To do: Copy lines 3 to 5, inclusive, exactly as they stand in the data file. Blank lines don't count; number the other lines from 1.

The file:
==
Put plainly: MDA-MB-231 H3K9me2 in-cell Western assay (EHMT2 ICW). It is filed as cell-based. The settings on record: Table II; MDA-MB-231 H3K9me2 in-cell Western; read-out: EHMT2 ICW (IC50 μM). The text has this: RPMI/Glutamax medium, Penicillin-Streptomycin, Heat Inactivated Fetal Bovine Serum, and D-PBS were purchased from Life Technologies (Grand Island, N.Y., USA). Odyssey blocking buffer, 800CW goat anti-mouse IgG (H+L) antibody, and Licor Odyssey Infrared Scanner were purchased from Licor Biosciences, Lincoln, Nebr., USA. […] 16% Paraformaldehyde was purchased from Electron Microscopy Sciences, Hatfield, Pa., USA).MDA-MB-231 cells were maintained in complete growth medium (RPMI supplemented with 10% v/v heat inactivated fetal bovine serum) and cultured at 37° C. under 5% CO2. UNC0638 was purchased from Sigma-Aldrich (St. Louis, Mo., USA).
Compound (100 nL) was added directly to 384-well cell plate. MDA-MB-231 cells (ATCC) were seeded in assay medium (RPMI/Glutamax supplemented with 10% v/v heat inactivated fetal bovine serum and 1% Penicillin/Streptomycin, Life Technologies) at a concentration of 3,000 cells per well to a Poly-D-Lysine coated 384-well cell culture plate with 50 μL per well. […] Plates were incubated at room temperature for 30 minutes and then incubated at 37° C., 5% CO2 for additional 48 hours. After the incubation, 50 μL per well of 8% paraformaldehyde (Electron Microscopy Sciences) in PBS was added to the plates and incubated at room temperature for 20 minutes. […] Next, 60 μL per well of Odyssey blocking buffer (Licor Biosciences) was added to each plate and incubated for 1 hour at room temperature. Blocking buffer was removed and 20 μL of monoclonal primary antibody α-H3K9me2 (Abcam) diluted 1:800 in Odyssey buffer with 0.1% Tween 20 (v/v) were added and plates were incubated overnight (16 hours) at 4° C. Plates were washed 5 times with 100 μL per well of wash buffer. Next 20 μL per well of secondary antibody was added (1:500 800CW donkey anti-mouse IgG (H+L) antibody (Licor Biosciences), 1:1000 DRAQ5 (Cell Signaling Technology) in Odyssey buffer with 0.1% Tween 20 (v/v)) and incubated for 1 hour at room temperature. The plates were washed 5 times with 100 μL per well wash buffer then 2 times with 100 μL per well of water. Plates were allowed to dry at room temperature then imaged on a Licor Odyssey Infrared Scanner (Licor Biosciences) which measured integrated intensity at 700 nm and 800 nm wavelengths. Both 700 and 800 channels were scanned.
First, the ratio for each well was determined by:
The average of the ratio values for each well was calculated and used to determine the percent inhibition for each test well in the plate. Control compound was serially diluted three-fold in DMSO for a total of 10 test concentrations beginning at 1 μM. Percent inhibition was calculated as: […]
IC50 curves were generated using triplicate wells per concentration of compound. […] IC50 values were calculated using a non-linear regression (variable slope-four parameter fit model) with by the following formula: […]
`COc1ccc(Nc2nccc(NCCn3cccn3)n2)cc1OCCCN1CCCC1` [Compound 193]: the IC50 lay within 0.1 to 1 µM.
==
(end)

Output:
First, the ratio for each well was determined by:
The average of the ratio values for each well was calculated and used to determine the percent inhibition for each test well in the plate. Control compound was serially diluted three-fold in DMSO for a total of 10 test concentrations beginning at 1 μM. Percent inhibition was calculated as: […]
IC50 curves were generated using triplicate wells per concentration of compound. […] IC50 values were calculated using a non-linear regression (variable slope-four parameter fit model) with by the following formula: […]